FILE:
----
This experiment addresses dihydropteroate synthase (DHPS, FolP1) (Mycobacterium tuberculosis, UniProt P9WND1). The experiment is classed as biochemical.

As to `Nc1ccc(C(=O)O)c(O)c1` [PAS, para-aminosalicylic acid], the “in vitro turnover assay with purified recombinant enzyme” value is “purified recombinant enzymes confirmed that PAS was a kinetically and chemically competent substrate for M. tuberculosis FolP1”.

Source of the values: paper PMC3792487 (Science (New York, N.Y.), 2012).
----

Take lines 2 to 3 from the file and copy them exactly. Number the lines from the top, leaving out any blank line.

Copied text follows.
As to `Nc1ccc(C(=O)O)c(O)c1` [PAS, para-aminosalicylic acid], the “in vitro turnover assay with purified recombinant enzyme” value is “purified recombinant enzymes confirmed that PAS was a kinetically and chemically competent substrate for M. tuberculosis FolP1”.

Source of the values: paper PMC3792487 (Science (New York, N.Y.), 2012).